BEIJING, April 22-- Slipping into the classroom to watch her 9-year-old daughter giggling and chatting happily with other kids and confidently quizzing a UNICEF official during a simulated news conference, left Wang Yiyi stunned.
"She looks totally different at home. I'm always worried that she is too quiet and likes to play alone," her mother, a lawyer with Beijing Hualian Law Firm said.
"But today I got a fresh impression of my daughter who I had thought I quite understood, but obviously not enough."
Wang was not the only parent who made a few surprise discoveries during a training programme held in Beijing last weekend.
The programme, called Children's Express, is targeted at helping children, aged eight to 18 years old, build up their ability to freely express their opinions through writing to newspapers or magazines.
Begun in the United States in 1975 and already popular in many countries, the idea was introduced to China a few years ago.
But it was not until last week that the programme was officially launched by the Soong Ching Ling Foundation and the United Nations Children Foundation.
Some 40 children from Beijing, Shandong and Jiangsu provinces participated in the two-day event during which they launched their own news website- out of the watchful gaze of parents.
It took a little time before they took advantage of the freedom to express their ideas and urged adults to listen.
Charles Rycroft, head of the communication section of the UNICEF(China) Office warned the"communication gap between children and parents is a common problem in many countries. But it is sad that Chinese kids choose to keep a distance between their parents, while many parents actually ignore the problem."
A tradition of not communicating with children has existed for a long time in China, and"Chinese children need more encouragement and tutorship on how to express themselves," said Rycroft.
Those parents, who peeked in on the sessions, unbeknown to their offspring, and compared their children's behaviour to that at home, realized the lack of communication between parents and children had begun when their children were very young.
And many parents, including Wang, admitted they rarely listen to their children or take what they said seriously.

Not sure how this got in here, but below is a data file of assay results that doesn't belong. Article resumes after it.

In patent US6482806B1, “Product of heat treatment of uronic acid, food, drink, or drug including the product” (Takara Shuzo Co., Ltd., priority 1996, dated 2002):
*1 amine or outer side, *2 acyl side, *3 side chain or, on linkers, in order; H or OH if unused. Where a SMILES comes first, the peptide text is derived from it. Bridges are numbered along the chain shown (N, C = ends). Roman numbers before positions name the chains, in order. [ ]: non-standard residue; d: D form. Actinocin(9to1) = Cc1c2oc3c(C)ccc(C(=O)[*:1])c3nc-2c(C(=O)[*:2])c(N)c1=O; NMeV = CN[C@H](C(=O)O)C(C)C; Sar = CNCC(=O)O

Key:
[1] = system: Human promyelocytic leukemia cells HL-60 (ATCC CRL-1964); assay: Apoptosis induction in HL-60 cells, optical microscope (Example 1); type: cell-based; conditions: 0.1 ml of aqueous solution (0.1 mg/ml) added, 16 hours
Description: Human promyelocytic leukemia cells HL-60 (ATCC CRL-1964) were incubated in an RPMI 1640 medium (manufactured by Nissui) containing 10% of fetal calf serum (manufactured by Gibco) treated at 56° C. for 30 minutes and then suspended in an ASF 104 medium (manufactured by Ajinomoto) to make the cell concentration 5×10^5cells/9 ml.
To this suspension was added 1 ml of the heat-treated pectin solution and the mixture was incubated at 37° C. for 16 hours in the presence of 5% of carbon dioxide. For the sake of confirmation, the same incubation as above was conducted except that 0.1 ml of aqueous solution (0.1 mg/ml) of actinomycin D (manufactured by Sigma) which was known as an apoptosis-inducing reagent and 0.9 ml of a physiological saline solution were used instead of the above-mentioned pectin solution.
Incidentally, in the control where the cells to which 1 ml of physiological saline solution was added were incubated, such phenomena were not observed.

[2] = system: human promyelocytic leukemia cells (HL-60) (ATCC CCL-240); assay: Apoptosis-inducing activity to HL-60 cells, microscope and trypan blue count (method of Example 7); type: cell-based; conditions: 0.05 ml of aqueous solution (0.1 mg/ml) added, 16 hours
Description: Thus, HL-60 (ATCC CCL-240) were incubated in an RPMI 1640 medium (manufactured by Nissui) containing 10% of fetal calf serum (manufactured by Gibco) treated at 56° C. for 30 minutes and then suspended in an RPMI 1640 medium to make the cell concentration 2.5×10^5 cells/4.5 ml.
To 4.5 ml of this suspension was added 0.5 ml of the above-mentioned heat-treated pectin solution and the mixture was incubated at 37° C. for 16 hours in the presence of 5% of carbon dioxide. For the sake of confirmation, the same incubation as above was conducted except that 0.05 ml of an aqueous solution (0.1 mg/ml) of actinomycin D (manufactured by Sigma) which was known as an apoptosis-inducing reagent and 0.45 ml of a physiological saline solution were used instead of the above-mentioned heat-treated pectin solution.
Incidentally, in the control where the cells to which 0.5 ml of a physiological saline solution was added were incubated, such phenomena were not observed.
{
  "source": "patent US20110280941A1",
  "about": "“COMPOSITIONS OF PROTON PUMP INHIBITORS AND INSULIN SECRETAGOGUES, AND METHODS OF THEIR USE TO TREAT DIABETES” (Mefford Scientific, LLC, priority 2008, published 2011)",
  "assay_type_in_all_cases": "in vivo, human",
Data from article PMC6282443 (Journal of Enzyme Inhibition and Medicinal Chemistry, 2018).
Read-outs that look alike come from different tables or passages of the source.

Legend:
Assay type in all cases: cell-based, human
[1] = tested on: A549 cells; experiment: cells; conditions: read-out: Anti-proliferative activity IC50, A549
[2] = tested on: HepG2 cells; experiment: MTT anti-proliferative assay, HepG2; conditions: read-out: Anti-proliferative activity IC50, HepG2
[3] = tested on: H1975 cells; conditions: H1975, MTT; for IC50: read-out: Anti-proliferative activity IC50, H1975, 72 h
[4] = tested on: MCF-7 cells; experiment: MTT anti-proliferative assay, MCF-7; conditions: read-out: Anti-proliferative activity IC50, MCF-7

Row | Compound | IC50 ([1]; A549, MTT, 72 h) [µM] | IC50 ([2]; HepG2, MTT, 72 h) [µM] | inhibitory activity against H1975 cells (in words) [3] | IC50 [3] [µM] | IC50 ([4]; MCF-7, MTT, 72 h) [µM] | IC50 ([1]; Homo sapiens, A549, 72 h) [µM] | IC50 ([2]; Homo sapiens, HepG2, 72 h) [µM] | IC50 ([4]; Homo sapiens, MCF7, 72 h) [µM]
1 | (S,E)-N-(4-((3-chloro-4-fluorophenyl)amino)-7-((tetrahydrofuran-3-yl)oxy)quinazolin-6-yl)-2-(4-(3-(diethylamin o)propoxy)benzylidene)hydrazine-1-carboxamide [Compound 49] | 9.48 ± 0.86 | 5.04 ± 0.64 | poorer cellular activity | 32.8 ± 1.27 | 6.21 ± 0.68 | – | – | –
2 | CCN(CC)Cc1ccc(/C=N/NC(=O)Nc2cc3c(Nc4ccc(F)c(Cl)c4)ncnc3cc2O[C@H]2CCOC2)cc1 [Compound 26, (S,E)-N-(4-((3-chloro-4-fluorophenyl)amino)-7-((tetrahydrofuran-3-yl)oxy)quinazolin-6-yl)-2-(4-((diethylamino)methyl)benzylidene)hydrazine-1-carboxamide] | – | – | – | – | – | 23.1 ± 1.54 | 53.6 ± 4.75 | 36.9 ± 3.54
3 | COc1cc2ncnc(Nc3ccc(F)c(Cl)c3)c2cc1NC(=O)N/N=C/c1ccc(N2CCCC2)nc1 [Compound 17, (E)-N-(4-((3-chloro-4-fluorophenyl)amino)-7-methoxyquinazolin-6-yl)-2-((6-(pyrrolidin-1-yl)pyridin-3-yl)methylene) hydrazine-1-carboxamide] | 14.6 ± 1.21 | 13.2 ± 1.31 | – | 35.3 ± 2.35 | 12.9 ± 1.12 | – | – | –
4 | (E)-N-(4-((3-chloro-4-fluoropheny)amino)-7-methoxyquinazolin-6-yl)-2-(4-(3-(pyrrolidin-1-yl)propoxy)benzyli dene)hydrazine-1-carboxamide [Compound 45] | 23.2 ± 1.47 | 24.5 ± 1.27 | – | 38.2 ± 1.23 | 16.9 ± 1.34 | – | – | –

"One eight-year-old on the course described his mother as being like a fierce big cat who often forces him to do something he doesn't want to do. Although my daughter did not describe me like that, I also sometimes neglected her ideas," said Wang.
"Focusing too much on a child's academic performance, sending them to various after-school classes... Chinese parents not surprisingly have hardly any time to squeeze a talk into the already busy schedule of children," said Wang Shuai, a Junior Two student from Beijing Luhe Middle School.
Along with the boom in the Chinese economy, it seems that parents are spending more and more money on children, but less time listening or talking with them, analysts said.
"Not only in the family, but also in school, where teachers seldom listen to student's ideas in class," said Fan Yuxiao a 14-year-old girl from Middle School affiliated to Beihang University.
She said she loved the atmosphere in the Children's Express programme. Teachers here were more willing to let students do what they want to do and just provided some help when needed.
"I was told that Chinese children always keep quiet and are unco-operative in class before I came to Beijing," said Cliff Hahn, a communications consultant from New York City. He taught the course in Beijing and has been to other countries before.
"But it turns out to be the contrary. At the very beginning, children were so quiet just listening to what you said. But only after a few minutes, especially when their parents were out of their sight, they became as enthusiastic as kids in other parts of the word, and had even more creative ideas.
"It seems that many Chinese kids are escaping from, if not intending to refuse, exchanging their point of views with adults, especially, their parents. They are actually very thirsty for a chance to express themselves," he said.
Hahn also called for the media to give more opportunities for children's voices to be heard.
"It will not only encourage children to have the courage to express themselves, but also raise the attention of parents to their children's voices," said Hahn.
Although China has more than 340 million children under the age of 18, after a careful study of newspaper stories, only few were found to cover children, according to Bu Wei, associate professor and director of the Media& Youth Development Research Centre of the Journalism Research Institute under the Chinese Academy of Social Sciences.
"Most voices of children in the news media are actually those of teachers and parents," said Bu, who points out that faking children's voices is likely to further discourage children from speaking out.
To Bu and Rycroft, it is wrong not to listen to children, and even worse to take their words away.
Quoting the UN Convention on the Rights of the Child, Rycroft pointed out that children have the right to express their point of views freely on all matters that affect their lives.
"For this purpose, I think training programmes like this are very useful and significant," he said.
"By learning basic knowledge about how to write news stories, carrying out an interview, and even how to compete with adult journalists in new conferences, children can gain more confidence to express themselves and will be more skilful when talking with parents at home," said Hahn.
"You have the power to make your voice heard. Just do it," he encouraged Chinese children.
(Source: China Daily)